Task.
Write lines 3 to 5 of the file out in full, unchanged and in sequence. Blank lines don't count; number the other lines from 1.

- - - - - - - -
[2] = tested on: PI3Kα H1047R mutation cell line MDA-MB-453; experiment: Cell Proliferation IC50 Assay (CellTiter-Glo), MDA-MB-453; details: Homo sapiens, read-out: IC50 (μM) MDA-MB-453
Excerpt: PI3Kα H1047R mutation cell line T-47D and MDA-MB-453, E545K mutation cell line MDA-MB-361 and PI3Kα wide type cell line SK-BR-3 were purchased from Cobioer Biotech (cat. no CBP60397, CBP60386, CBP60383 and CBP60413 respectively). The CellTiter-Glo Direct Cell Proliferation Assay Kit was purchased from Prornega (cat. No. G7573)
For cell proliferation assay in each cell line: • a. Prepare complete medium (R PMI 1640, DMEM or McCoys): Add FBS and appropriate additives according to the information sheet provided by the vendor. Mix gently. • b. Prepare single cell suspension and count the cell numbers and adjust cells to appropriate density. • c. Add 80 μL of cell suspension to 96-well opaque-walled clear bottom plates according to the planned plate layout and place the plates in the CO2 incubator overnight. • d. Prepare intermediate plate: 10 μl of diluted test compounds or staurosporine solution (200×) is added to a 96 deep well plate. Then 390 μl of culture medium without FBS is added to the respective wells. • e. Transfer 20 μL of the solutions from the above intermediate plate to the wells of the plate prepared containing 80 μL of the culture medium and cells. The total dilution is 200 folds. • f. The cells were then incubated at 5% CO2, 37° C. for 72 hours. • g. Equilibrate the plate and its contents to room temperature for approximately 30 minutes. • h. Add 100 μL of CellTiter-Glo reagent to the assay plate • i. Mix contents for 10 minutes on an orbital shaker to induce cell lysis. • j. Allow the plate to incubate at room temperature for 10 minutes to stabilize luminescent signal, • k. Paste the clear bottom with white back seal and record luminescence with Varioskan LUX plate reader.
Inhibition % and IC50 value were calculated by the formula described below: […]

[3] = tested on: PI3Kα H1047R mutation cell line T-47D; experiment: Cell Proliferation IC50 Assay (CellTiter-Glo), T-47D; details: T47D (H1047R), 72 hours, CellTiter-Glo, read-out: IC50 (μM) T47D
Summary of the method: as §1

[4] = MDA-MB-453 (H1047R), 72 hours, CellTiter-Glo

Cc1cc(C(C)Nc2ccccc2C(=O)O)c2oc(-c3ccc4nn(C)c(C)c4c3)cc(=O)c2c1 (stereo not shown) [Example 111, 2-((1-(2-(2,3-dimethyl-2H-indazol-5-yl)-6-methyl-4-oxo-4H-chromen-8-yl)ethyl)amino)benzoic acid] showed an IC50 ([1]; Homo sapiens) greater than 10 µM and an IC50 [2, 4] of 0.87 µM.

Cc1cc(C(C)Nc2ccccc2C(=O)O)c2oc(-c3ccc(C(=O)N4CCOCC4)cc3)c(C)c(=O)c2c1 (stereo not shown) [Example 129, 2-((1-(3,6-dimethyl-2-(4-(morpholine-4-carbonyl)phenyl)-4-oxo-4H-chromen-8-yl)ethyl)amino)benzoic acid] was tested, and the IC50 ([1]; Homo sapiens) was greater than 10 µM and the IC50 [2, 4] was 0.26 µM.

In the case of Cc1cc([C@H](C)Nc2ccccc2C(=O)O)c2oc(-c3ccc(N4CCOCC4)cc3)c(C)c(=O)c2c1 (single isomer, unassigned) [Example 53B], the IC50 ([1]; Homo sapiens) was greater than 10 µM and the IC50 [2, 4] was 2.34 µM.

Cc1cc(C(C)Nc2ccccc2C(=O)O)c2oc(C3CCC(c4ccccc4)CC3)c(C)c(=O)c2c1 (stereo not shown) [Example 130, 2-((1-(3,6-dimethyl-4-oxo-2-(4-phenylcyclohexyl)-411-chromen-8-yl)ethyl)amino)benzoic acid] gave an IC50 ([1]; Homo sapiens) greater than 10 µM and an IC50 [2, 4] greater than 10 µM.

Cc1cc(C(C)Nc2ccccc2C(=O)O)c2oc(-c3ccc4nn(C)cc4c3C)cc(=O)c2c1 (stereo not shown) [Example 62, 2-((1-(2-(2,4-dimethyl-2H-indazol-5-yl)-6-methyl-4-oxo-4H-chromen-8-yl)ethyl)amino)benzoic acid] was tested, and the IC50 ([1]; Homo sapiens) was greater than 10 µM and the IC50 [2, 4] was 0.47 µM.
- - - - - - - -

For cell proliferation assay in each cell line: • a. Prepare complete medium (R PMI 1640, DMEM or McCoys): Add FBS and appropriate additives according to the information sheet provided by the vendor. Mix gently. • b. Prepare single cell suspension and count the cell numbers and adjust cells to appropriate density. • c. Add 80 μL of cell suspension to 96-well opaque-walled clear bottom plates according to the planned plate layout and place the plates in the CO2 incubator overnight. • d. Prepare intermediate plate: 10 μl of diluted test compounds or staurosporine solution (200×) is added to a 96 deep well plate. Then 390 μl of culture medium without FBS is added to the respective wells. • e. Transfer 20 μL of the solutions from the above intermediate plate to the wells of the plate prepared containing 80 μL of the culture medium and cells. The total dilution is 200 folds. • f. The cells were then incubated at 5% CO2, 37° C. for 72 hours. • g. Equilibrate the plate and its contents to room temperature for approximately 30 minutes. • h. Add 100 μL of CellTiter-Glo reagent to the assay plate • i. Mix contents for 10 minutes on an orbital shaker to induce cell lysis. • j. Allow the plate to incubate at room temperature for 10 minutes to stabilize luminescent signal, • k. Paste the clear bottom with white back seal and record luminescence with Varioskan LUX plate reader.
Inhibition % and IC50 value were calculated by the formula described below: […]

[3] = tested on: PI3Kα H1047R mutation cell line T-47D; experiment: Cell Proliferation IC50 Assay (CellTiter-Glo), T-47D; details: T47D (H1047R), 72 hours, CellTiter-Glo, read-out: IC50 (μM) T47D